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The final reading on the ordinance to make Big Spring a Sanctuary City for the Unborn was voted on last night, 01/28/2020, by Big Spring City Council Members.


Prior to the meeting, a group of approximately 12 individuals stood in front of the Council Chambers with signs to protest the ordinance. Concerns from protesters ranged from being pro-choice, to the separation of church and state. Protesters were also concerned that the true majority of Big Spring residents did not want to become a Sanctuary City for the Unborn.


According to Angelica Griffin, one of the organizers of the protest, a lot of people don't know about the ordinance. She noted that there is a low voter turnout for elections, approximately 10-12 percent of people vote.


"The other side is going around saying that, 'We're 86 percent of people are deep red.' Well, they're not really looking at the numbers. A lot of people here don't vote because they are so beat down. It's generational," said Griffin.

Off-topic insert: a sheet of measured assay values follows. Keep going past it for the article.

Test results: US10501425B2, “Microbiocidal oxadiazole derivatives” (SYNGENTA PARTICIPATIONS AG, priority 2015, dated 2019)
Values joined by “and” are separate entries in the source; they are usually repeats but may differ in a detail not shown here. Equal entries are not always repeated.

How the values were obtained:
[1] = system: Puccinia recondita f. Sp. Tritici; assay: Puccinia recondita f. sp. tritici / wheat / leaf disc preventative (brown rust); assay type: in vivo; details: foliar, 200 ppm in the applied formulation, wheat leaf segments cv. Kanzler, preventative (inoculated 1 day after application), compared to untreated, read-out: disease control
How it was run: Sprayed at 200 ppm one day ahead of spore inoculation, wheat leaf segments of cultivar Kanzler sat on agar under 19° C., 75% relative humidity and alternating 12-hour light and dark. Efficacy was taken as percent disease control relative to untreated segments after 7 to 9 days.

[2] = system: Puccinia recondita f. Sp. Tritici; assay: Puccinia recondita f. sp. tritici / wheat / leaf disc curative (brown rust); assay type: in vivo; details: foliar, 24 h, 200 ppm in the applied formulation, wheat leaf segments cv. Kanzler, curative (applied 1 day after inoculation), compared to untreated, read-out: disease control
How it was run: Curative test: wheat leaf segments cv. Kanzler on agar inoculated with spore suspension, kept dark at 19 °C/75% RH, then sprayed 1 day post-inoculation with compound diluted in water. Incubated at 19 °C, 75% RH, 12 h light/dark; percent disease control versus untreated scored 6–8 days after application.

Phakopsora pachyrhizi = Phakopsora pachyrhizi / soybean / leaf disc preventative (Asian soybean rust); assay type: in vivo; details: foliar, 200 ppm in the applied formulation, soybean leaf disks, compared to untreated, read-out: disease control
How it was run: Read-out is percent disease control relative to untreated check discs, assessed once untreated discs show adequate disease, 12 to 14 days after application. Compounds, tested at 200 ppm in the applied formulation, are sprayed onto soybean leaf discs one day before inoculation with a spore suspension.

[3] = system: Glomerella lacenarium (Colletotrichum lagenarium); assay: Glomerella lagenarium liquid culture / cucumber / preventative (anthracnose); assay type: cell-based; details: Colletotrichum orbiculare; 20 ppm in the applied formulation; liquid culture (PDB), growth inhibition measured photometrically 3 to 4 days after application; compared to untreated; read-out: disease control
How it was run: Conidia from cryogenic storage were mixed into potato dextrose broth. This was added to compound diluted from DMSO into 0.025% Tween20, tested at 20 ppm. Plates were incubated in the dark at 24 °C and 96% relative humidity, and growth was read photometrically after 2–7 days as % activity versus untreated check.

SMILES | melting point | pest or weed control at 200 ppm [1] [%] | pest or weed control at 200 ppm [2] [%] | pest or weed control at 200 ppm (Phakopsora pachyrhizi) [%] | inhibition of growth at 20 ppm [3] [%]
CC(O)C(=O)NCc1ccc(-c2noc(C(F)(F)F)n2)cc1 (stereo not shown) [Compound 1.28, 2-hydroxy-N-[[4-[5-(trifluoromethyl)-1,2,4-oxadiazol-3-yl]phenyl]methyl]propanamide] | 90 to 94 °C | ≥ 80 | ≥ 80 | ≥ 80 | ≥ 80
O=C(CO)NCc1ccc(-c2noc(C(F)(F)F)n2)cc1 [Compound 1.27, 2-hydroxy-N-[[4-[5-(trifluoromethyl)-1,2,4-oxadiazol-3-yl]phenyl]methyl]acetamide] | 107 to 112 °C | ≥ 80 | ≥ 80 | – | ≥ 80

"We gotta let people know that we're out here, we care, and we want them to get out here with us and know the issues and start fighting for the issues because this is their livelihood."


The Big Spring Fire Marshal was on site, once again, to ensure that the Council Chambers did not exceed the room capacity of 86 people, thus resulting in people standing outside of the meeting waiting to come in.


There was an equal amount of people who spoke during the public comments prior to voting for the ordinance. Ultimately, the ordinance passed with a 4-2 vote. Mayor Shannon Thomason, along with Councilmembers Terry McDaniel, District 3; Gloria McDonald, District 4; and Jim DePauw, District 6, voted for the ordinance. Councilmembers Raul Marquez, District 1; and Camilla Strande, District 5 voted against; and District 2 councilman Doug Hartman was not present for the vote.


It was also noted during the meeting that McDonald had suggested that the wording of the ordinance be changed from "Sanctuary City for the Unborn" to "Safe Haven for the Unborn". An amendment showing the name change was listed on the agenda as 10A, however, it was it was not acted on. Councilmembers agreed to wait on the amendment until incoming City Attorney Judge Andrew Hagen could be present to assist.

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